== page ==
And I’m like, “No! My hair is trendy as is. It’s in a bun, you see.

BROOKE GLADSTONE:  [LAUGHS] Were there any other trends that would have the potential for either shocking or annoying or delighting your wife?

JUSTIN PETERS:  Apparently, it's very trendy to use British phrases in casual conversation, words like “Cheers” when you're signing off for an e-mail or “Bob’s your uncle” when you're talking about someone's uncle.

BROOKE GLADSTONE:  No, not when you’re talking about someone’s uncle.

JUSTIN PETERS:  [LAUGHS]  Yeah, as an expression of delight. So I went to the Wikipedia entry for British slang and I made a list, and I tried to wait for the appropriate time to use it. And that time came a couple weeks ago, when Hurricane Sandy left me without power for about a week. So I cried, “Well, this is all to cock.”


JUSTIN PETERS:  Well, that’s exactly what my wife said. This is the problem, Brooke. If you want to be trendy, you have to surround yourself with other trendy people. Otherwise, you just elicit puzzlement and confusion.

BROOKE GLADSTONE:  Why did you leave some trends on the table?

JUSTIN PETERS:  Apparently, it’s very popular to, on Twitter or other social media, claim that someone who no one has heard from for a while has died –


JUSTIN PETERS:  - and then just watching the chaos that erupts that way. I drew up some plans to incapacitate Jim Nabors.


Slate told me I couldn’t go through with it. Lawsuits always get in the way of trendiness.

BROOKE GLADSTONE:  So what do you say to people who criticize the Times Style section? In your mind, does it still reign supreme as the authority on how to live fabulously?

JUSTIN PETERS:  Absolutely. There are a lot of people out there who think the Times Style section is specious, questionably-sourced link bait. I am not one of those people.


JUSTIN PETERS:  Lamewads like me shouldn't mock the Times. We should learn from it.

BROOKE GLADSTONE:  Okay, so you know that your lack of trendiness is the ultimate in trendiness, right? Come on.

JUSTIN PETERS:  Well, I'm hoping that, you know, I will see an article in the Times saying just that, and then, you know, I’ll be able to die happy.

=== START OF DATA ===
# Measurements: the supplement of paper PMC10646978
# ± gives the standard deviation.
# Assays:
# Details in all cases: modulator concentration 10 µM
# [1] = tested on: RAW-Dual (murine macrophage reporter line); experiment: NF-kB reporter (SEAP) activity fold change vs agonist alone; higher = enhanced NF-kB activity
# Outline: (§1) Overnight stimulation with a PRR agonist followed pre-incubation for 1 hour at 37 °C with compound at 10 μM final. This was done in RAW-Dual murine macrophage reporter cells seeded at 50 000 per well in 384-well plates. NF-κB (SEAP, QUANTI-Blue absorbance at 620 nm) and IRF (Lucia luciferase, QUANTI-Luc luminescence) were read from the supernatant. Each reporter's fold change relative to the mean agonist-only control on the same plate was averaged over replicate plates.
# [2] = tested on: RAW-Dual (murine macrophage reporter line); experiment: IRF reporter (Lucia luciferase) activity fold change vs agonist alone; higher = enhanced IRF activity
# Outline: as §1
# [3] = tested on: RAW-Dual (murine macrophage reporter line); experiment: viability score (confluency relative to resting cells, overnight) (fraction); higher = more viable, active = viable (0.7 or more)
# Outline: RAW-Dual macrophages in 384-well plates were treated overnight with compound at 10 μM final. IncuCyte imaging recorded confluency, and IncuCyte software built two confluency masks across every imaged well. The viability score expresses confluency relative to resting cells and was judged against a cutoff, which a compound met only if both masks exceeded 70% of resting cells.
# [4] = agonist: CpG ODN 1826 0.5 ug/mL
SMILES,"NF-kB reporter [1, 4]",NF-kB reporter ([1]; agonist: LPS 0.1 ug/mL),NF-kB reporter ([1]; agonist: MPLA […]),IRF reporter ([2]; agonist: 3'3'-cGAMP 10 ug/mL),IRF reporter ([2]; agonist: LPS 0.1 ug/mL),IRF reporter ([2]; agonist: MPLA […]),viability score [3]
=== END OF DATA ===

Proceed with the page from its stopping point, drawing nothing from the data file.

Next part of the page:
JUSTIN PETERS:  [LAUGHS] Yes, because, you know, this scruff is not appealing to anybody.

BROOKE GLADSTONE:  [LAUGHS] Justin, thank you very much.

JUSTIN PETERS:  My pleasure, Brooke.

BROOKE GLADSTONE:  Justin Peters is the trendiest guy in New York City. He’s also a contributor to Slate and an editor at the Columbia Journalism Review.


BOB GARFIELD:  That’s it for this week's show. On the Media was produced by Jamie York, Alex Goldman, PJ Vogt, Sarah Abdurrahman, Chris Neary and Doug Anderson, with more help from Khrista Rypl. And it was edited - by Brooke. Our technical director is Jennifer Munson. Our engineer this week was Ken Feldman.  

BROOKE GLADSTONE:  Katya Rogers is our senior producer. Ellen Horne is WNYC’s senior director of National Programs. Bassist composer Ben Allison wrote our theme. You can listen to the program and find transcripts and read our fabulous blog at onthemedia.org. You can find us on Facebook or follow us on Twitter, and I really think you should follow us on Twitter. You can e-mail us at onthemedia@wnyc.org. On the Media is produced by WNYC and distributed by NPR. I’m Brooke Gladstone.

BOB GARFIELD:  And Brooke, what do you believe our listeners should do with respect to our, our Twitter feed?

BROOKE GLADSTONE:  They should follow it, Bob.

BOB GARFIELD:  Ah! I’m Bob Garfield.






Justin Peters

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Brooke Gladstone